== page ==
A 10km² area of forest, known as RPPN Feliciano Miguel Abdala, surrounded by agricultural land is now silent after losing the majority of its brown howler monkeys in an unprecedented epidemic.
Karen Strier from the University of Winconsin-Madison visited the forest in January 2017 and has been studying primates there for decades.
“It was just silence, a sense of emptiness,” she said. “It was like the energy was sucked out of the universe.”
Yellow fever is a virus carried by mosquitoes, and is found in Africa and South America.
Researcher Sergio Lucena Mendes said, “I am very surprised at the speed with which the outbreak is advancing through the landscape and by how the virus can jump from one patch of forest to another, even if they are hundreds of meters apart.”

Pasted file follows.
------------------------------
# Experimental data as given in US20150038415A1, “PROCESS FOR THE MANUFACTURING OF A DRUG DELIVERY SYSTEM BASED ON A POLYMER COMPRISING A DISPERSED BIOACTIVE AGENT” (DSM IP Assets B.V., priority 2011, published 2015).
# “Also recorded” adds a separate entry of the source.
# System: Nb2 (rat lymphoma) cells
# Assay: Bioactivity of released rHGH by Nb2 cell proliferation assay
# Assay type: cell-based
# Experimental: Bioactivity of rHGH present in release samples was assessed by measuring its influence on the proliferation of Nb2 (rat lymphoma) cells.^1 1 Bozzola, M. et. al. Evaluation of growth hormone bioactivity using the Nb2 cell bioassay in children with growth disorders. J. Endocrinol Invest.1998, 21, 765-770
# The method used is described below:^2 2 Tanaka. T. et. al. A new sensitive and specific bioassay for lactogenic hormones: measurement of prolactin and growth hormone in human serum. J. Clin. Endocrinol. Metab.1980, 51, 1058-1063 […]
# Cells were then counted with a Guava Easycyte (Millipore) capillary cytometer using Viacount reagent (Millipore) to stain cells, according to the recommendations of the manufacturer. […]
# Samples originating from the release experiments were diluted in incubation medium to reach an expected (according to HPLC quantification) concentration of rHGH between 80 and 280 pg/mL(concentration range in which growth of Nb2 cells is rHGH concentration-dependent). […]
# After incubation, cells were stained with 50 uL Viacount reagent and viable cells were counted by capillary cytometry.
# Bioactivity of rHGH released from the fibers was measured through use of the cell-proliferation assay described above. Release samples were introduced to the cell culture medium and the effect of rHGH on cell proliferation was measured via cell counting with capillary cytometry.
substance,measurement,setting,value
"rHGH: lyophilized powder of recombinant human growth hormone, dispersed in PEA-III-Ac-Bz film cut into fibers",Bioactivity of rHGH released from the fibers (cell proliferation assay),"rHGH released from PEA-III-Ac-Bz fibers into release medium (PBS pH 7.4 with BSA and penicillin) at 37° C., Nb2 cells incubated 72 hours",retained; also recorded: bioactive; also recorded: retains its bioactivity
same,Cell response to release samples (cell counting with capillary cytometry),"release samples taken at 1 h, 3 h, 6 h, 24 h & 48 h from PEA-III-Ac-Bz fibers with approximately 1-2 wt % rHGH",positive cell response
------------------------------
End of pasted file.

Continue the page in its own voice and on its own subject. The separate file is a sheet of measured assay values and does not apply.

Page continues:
So far Strier’s main study species, the Critically Endangered northern muriqui, doesn’t seem to be as susceptible to yellow fever as the brown howler monkey.
Scientists are planning to census the monkeys remaining on the reserve and study how the survivors regroup now that their previous social groups have been shattered.